North Australia Digest – 19/09/12

Here is a digest of today’s major stories that impact North Australia:
The Age
New Coal projects will be shelved across Queensland as a result of increased royalties on coal announced in last week’s state budget. Robert Neale, managing director of New Hope Corporation, said “Where it does have an impact is the cumulative burden of that plus the MRRT and the carbon tax on new projects. That burden is such that I would think the current climate the majority of development projects in Queensland are likely to be delayed to varying extents.”
The Australian
Resources Minister Martin Ferguson has blasted union and mining company executives for complacency over the mining boom. “Industry itself has got to front up to better managing some of these projects. In terms of construction projects, management has become sloppy,” he said. Mr Ferguson also challenged union leaders to adjust their claims given that iron ore was down from $190 to $100 a tonne, coking coal was down from $320 to $160 a tonne and thermal coal was down from $220 a tonne to a range of $70 to $90 a tonne.
The falling queue of ships waiting to collect raw materials from our ports is a clear indication of falling demand in the resources sector. Three years ago, there were queues of more than 300 ships waiting off Australia’s major ports to load up with iron ore and coal, yesterday there was only 90. The figures show that Asian and European ships are increasingly going else where for their raw materials, mainly the US.
Bureau of Resource and Energy Economics executive director, Quentin Grafton, said yesterday prices for Australia’s key iron ore and coal exports will bounce back over coming months as China’s steel mills come back into the market. Dr Grafton said the price fall reflected short-term cyclical factors rather than any change in the long-term outlook for our export commodities.
In a submission to a federal parliamentary committee examining the proposed Protecting Local Jobs Bill, the Construction Forestry Mining and Energy Union has called for local workers “to have a legislated preference in redundancy situations over overseas workers” as part of the regulation of Enterprise Migration Agreements.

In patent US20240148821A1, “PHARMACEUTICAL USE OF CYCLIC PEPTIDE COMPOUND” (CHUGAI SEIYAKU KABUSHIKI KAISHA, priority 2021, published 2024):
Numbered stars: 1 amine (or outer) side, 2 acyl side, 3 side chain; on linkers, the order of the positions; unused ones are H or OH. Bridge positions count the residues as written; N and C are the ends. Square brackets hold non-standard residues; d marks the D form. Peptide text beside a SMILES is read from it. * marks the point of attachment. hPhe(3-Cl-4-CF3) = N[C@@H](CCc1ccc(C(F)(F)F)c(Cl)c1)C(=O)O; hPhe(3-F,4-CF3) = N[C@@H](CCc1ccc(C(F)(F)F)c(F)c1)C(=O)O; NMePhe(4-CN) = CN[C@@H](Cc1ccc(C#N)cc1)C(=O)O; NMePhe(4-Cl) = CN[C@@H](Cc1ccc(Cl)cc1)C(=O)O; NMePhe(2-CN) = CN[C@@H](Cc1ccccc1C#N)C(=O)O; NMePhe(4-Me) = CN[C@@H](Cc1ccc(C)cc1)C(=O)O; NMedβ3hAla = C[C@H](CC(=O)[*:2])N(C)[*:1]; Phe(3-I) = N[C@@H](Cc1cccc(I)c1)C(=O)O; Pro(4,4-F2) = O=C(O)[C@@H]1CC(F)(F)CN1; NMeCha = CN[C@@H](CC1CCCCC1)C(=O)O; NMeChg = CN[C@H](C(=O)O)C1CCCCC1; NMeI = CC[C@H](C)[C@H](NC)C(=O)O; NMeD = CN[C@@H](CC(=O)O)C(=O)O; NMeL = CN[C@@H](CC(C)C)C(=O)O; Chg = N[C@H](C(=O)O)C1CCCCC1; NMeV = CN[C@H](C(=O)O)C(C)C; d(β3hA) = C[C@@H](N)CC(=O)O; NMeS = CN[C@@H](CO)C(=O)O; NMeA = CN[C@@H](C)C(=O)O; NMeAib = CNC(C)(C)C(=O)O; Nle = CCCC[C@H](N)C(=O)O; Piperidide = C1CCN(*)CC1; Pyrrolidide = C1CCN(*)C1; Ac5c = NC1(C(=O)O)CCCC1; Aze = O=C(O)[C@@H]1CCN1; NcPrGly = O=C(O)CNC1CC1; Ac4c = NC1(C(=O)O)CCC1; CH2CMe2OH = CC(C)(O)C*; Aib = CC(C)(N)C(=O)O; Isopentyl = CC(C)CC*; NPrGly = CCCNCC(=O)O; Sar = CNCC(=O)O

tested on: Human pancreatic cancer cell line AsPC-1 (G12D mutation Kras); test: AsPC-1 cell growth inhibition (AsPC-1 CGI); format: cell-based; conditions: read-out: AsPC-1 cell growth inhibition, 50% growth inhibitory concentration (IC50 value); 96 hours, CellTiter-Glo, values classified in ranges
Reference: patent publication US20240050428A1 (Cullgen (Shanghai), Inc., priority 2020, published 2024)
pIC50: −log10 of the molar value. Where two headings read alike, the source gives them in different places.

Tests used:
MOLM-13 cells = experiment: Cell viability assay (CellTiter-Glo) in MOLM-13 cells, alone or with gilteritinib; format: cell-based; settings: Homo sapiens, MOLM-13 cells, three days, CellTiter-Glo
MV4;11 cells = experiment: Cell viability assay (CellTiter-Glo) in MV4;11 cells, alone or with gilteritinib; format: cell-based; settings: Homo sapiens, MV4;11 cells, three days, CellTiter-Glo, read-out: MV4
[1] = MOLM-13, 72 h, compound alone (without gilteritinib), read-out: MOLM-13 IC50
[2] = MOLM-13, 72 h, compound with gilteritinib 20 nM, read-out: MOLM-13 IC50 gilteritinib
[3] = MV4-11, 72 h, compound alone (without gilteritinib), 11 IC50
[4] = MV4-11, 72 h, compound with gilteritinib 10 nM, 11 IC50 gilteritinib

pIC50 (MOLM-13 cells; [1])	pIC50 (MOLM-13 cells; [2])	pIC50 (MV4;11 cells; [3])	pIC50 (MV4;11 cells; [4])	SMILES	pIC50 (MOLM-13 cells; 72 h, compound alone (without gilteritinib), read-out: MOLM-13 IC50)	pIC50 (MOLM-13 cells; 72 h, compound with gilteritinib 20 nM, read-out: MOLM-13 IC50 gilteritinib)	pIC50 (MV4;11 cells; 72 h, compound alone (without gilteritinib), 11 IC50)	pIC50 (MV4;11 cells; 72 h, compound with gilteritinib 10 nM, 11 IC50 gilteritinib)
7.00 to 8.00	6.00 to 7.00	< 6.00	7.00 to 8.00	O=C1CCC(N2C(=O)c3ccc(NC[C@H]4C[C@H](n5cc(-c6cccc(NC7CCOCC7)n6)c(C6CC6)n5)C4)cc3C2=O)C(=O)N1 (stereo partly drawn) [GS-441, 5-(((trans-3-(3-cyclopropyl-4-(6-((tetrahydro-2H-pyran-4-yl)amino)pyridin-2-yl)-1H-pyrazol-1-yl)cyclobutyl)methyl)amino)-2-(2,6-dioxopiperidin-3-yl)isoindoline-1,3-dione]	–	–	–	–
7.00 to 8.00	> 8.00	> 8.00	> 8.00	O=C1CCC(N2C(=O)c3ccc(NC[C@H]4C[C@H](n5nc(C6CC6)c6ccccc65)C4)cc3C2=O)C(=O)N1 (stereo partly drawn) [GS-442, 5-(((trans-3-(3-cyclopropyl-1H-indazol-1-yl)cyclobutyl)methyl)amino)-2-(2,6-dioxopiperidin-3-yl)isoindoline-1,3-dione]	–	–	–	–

Immigration Minister Chris Bowen has rejected a union push to abandon the use of foreign labour in large mining projects as the resources industry slows. “A lot of work went in to making sure that Australians get the opportunity for those jobs but that there is appropriate provisioning for certainty for these very, very large projects to be able to proceed in the knowledge that they can get the workers necessary if they’re not able to source the labour in Australia,” Mr Bowen said.
The Financial Review
Australia will have to fight to secure a next round of liquefied natural gas projects, Resources Minister Martin Ferguson has warned.  “We have got a lot of major LNG projects that we are going to have to fight to get,” Mr Ferguson told a resources conference yesterday, “It will not be easy.” Woodside’s executive director for corporate and commercial, Rob Cole, said “We must not take future growth in Australian oil and gas for granted. Australia’s LNG growth is occurring within an increasingly competitive global gas market, with more choice than ever for customers and investors. We can’t afford to be too sanguine about challenges such as rising costs and skilled labour constraints which, if not addressed, may compromise future success.”
Australia should prepare for lower growth over the long term from its major trading partner, as China goes through a period of structural change according to a senior official at China’s central bank. Speaking to economist in Shanghai last week, Sheng Songcheng played down the need for another stimulus package. After the briefing some economists have revised down their 2013 forecasts.
Rio Tinto Australia managing director David Peever has called on the Gillard government to hold an urgent review of Australia’s loss of competitiveness. Speaking at the Bureau of Resources and Energy Economics conference in Canberra yesterday, Mr Peever outlined a six point plan to make Australia more attractive. Companies needed to get skilled labour, the industrial system needed to be improved, regulations and approvals need to be simplified, there should be a focus on innovation, infrastructure needed to match capacity and a tax regime that didn’t punish the sector, he said.
The West Australian
Australia’s live sheep trade is at crisis point as the Federal Government delayed issuing shipping permits amid animal health concerns. Approximately 200,000 sheep have been left stranded on WA farms and feed lots as exporters and Australian diplomats work to clarify trade agreements with importers in the Middle East.
About half of Australia’s non-bulk commodities mines will be exhausted between seven and 18 years based on current reserves and resources, according to a university of WA paper. This short time frame sends a clear message that governments at all levels must put more resources into Greenfield exploration in order to find the mines of tomorrow, argues Simon Bennison. (No link)
The value of rural exports in 2012-13 is expected to be about $38.9 billion, one per cent lower than a year earlier. The Australian Bureau of Agricultural and Resource Economics and Sciences said the result would still be 21 per cent higher than the most recent five-year average. ABARES executive director Paul Morris, said “this is largely reflected by continued demand growth in the Asian region and markedly higher export prices for grains and oilseeds,” he said in a statement.